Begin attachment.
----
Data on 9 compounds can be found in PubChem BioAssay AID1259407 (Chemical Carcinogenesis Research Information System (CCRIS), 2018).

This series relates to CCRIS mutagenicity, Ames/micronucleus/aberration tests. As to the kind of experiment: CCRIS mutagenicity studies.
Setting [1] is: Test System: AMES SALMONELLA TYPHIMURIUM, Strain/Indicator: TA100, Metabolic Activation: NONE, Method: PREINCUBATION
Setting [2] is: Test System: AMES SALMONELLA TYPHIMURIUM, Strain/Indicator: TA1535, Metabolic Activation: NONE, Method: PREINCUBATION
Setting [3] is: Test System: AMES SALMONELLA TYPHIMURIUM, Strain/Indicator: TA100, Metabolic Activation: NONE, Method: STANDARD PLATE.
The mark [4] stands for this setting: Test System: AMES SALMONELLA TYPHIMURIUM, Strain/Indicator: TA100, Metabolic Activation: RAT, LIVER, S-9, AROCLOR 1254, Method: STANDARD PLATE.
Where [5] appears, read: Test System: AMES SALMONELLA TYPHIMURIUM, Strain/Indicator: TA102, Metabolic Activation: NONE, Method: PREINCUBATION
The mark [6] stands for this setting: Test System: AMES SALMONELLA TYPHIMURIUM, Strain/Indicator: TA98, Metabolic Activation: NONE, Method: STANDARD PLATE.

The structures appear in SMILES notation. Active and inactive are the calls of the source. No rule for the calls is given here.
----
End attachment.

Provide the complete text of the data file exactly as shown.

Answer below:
Data on 9 compounds can be found in PubChem BioAssay AID1259407 (Chemical Carcinogenesis Research Information System (CCRIS), 2018).

This series relates to CCRIS mutagenicity, Ames/micronucleus/aberration tests. As to the kind of experiment: CCRIS mutagenicity studies.
Setting [1] is: Test System: AMES SALMONELLA TYPHIMURIUM, Strain/Indicator: TA100, Metabolic Activation: NONE, Method: PREINCUBATION
Setting [2] is: Test System: AMES SALMONELLA TYPHIMURIUM, Strain/Indicator: TA1535, Metabolic Activation: NONE, Method: PREINCUBATION
Setting [3] is: Test System: AMES SALMONELLA TYPHIMURIUM, Strain/Indicator: TA100, Metabolic Activation: NONE, Method: STANDARD PLATE.
The mark [4] stands for this setting: Test System: AMES SALMONELLA TYPHIMURIUM, Strain/Indicator: TA100, Metabolic Activation: RAT, LIVER, S-9, AROCLOR 1254, Method: STANDARD PLATE.
Where [5] appears, read: Test System: AMES SALMONELLA TYPHIMURIUM, Strain/Indicator: TA102, Metabolic Activation: NONE, Method: PREINCUBATION
The mark [6] stands for this setting: Test System: AMES SALMONELLA TYPHIMURIUM, Strain/Indicator: TA98, Metabolic Activation: NONE, Method: STANDARD PLATE.

The structures appear in SMILES notation. Active and inactive are the calls of the source. No rule for the calls is given here.